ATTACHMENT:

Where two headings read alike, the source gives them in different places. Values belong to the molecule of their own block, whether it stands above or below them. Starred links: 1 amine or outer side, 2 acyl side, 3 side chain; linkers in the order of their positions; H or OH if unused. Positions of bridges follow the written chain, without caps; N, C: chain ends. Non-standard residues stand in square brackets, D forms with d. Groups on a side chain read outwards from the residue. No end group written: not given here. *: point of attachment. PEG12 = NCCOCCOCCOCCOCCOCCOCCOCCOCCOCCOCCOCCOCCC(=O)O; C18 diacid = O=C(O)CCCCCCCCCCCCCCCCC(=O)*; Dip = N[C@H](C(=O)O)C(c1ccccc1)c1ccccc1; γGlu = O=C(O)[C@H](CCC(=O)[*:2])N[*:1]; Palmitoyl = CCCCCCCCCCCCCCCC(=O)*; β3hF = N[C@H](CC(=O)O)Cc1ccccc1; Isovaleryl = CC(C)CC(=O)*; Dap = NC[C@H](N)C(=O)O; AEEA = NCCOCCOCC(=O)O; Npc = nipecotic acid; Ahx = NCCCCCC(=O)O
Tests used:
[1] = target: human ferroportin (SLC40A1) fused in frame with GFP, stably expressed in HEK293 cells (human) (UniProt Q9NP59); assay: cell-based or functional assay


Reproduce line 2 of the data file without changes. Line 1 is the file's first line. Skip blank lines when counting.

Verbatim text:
Tests used: